LITERALLY ONE IN A MILLION - The online voice of cambridge campus students
The online voice of cambridge campus students
by Josh Gloe

Contributing writer

With every bump in the road, pain shot through the leg of a young John Loomis. He had yet again broken his leg, this time in the middle of a Cub Scouts meeting. Although it was one out of many times he had to deal with a broken bone, that did not dull the pain.

Loomis, now 18 years old, and an Anoka-Ramsey Community College student, was born with brittle bones, technically known as osteogenesis imperfecta. The student estimates that he has broken a bone around 50 times in his life. He has undergone much pain, suffering, surgical treatments, and hospital time.

Through such hardship in his life, Loomis’ faith carries him through the good times and the bad, and he has developed a love for music. He explained that he continues to develop his passion in his faith and in his music, and it helps fuel him when times are tough, as well as when life is not as difficult.

Loomis is literally one in a million. Only one out of every million people diagnosed with osteogenesis imperfecta do not receive it genetically. Loomis is one of the extremely rare cases in that he did not inherit his brittle bones from family members.

Throughout his life, Loomis has had countless surgeries and medical procedures to suffer through, aside from the pain of breaking bones. In one notable case, in January of 2007, he had a major surgery on his back.

“I had extreme scoliosis,” he said, “and I had to have my vertebrae fused together.” After a lengthy amount of time spending all day in his bed for week after week, and after a slow recovery, Loomis’ back is essentially immobile. “Now I can’t bend my back,” he said.

Loomis said he kept track of those last few moments before surgery, because he knew he would be limited after the procedure. In reference to the morning of the surgery, he said, “I got to crack my back for the last time at 7 a.m. that day.”

A couple of years later, in September of 2009, Loomis had an external fixator inserted into his leg through what he described as a very painful surgical process. This was done in hopes of extending the length of one of his legs, as one was shorter than the other.

“I had five osteotomies,” he explained, “and the external fixator was on my femur. I had to daily use screws and bolts to lengthen it.” This was, he explained, yet another severely painful process. Loomis ended up having to stay almost completely immobile in his bed for several more months, until December of 2009.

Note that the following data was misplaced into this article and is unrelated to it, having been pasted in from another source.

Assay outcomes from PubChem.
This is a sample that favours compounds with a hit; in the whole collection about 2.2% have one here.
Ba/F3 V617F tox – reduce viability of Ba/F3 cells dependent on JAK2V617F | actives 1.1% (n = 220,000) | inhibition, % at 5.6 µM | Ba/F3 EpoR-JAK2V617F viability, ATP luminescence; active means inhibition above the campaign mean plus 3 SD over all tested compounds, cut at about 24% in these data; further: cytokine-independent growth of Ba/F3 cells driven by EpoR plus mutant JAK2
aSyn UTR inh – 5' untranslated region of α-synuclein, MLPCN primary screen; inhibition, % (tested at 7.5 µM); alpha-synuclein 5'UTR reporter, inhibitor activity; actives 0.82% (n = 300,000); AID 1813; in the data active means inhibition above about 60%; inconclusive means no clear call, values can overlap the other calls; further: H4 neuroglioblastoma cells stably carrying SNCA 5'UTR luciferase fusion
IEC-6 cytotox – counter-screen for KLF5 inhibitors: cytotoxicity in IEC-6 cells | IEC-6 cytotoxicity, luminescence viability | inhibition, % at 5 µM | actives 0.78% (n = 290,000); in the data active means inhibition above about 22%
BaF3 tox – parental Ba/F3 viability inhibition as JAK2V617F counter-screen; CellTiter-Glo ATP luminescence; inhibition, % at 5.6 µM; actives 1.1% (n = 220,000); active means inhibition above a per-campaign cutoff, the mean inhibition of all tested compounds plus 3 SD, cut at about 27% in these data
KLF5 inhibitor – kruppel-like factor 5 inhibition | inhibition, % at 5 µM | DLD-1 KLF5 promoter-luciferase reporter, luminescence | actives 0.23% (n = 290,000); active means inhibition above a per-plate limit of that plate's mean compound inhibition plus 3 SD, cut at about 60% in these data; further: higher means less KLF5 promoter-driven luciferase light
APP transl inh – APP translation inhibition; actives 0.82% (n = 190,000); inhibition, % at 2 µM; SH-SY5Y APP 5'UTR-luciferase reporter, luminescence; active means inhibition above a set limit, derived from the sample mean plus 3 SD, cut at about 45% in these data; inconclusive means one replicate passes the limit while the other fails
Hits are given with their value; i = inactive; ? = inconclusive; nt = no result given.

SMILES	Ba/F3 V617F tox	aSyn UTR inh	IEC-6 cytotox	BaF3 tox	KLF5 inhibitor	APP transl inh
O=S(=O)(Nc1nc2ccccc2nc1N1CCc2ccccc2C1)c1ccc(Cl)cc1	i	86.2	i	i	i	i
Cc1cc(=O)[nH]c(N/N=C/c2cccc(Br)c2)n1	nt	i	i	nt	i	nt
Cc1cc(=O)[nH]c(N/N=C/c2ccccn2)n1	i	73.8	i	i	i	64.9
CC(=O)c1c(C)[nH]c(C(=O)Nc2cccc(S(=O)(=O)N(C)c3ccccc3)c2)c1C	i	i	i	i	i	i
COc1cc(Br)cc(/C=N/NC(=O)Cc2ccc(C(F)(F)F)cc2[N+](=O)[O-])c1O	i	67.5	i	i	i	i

Not three months later, in March of 2010, Loomis began feeling severe abdominal pain. “At first,” he said, “I thought that I had the flu. Well, after not eating for five days and being in quite a bit of pain - and that’s saying much for me - I told mom that I thought I was going to die one night. She said, ‘Well, I guess we should take you into the emergency room.’”

“Well, they poked and prodded, and finally, after about five hours, found the problem. I had burst my appendix, and it had been burst for three days. The doctor said that I would have died that night if we had not come in.”

Throughout all of this, the suffering, the near death experience, and the reasons to want to give up hope, Loomis has held his head high and grasped a higher power. His religious faith has given him hope and strength to carry on. “It is the most important part of my life,” he said.

By writing and performing music for the Catholic Marian group Schoenstatt (German for “beautiful place”), which is a global organization with several groups located in Minnesota, he combines his spirituality with his love for music.

Loomis has been playing piano for 10 years, cello for eight years, guitar for two years, and the drums for two years.

Throughout his times of hardship and troubles, pain and suffering, music was always a big part of his life. If he couldn’t physically play an instrument, he would be listening to it or singing it from his bed during his times of recovery.

Now on the rebound, Loomis is planning on working towards his Associates in Fine Arts degree in the area of music at Anoka-Ramsey Community College. He plans on using this to further his love of music, God, and the people around him.

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